Short of time? This is the ultimate 10-hour itinerary in Lisbon, with the main attractions and views for those in a hurry. Disclaimer: one day is too short to know a city with so much history and sights, so you will have to organize yourself well so that you do not miss unmissable places. Make sure you carry a tourist map of Lisbon. Despite the language, it is super easy to identify signs and bus lines. Have a look at what you can do in a day!
Lisbon in the Morning
Take a tram straight to one of the most unmissable places in Lisbon, one of its postcards, the Jerónimos Monastery. It was built in the 16th century and it is located in the neighbourhood of Belém, very close to the River Tagus. The Monastery is one of the most visited tourist spots in Portugal, being both a reference of Portuguese Manueline architecture and a main symbol of the Portuguese discoveries in past centuries and its brave seafarers. Leaving the monastery, head over to the river and climb to the top of the Torre de Belém to enjoy incredible views over the river.
Stroll back along the river and admire the Monument to the Discoveries, which depicts the Age of Navigation with several sculpted historical Portuguese figures who were part of it, such as writers, poets and the famous navigators themselves, such as Brazil-discoverer Pedro Álvares Cabral, among many others. Have lunch in the neighbourhood and go to the Old Confectionery of Belém, where you can taste one of the best Portuguese relics and delights, the famous Pastel de Belém (natas, or custard tarts).
Lisbon in the Afternoon
After savouring the famous Natas, take the tram back into the centre of Lisbon, jump on the metro and get off at the Oriente station, admire its brilliant architecture and head to Parque das Nações, built for the great World Expo in 1998, which left a beautiful, modern legacy to Lisbon. In Parque das Nações, take a ride in the cable car, the Teleférico de Lisboa, and enjoy the unique view of the city and river from above.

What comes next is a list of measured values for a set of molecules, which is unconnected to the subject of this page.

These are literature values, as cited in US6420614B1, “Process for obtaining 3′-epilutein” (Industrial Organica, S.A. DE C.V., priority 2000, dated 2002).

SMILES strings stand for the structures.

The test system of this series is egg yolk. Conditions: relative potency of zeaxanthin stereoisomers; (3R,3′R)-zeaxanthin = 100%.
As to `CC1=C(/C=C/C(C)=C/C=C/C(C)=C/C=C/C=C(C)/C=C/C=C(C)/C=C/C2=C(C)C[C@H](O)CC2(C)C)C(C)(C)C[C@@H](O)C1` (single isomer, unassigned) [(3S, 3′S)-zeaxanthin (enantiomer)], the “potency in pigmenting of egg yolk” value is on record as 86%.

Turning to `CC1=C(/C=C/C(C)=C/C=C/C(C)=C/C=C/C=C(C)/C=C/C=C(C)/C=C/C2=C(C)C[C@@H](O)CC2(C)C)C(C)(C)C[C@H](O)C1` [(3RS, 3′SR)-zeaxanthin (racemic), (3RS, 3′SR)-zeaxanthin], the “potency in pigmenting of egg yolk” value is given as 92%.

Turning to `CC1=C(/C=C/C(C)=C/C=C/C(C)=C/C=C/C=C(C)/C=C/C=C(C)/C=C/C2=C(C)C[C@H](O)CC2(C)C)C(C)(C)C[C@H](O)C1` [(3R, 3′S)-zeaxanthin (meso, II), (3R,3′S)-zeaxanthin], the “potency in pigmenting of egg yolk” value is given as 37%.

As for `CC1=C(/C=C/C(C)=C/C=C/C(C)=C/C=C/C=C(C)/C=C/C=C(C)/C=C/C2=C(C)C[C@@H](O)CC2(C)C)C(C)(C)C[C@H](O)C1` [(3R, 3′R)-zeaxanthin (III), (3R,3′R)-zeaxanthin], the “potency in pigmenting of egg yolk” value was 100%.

Take the metro back to old town Lisbon, or Baixa, where you will find some other must-see historical places. Stroll through Praça Pedro IV or Rossio, walk through the pedestrian and narrow streets and finally ride
to the top of Elevador Santa Justa, where you will find one of the most beautiful panoramic views of old Lisbon. As it connects downtown to the upper district of central Lisbon, proceed directly to the bohemian neighbourhoods of Chiado and Bairro Alto, some of the coolest in the city, with lots of shopping, restaurants and cafes, and finish your day with a drink over the Lisbon rooftops. Now that you have had a taste of Lisbon, make sure you prepare a longer, more thorough visit of one of Europe's trendiest capitals. Enjoy...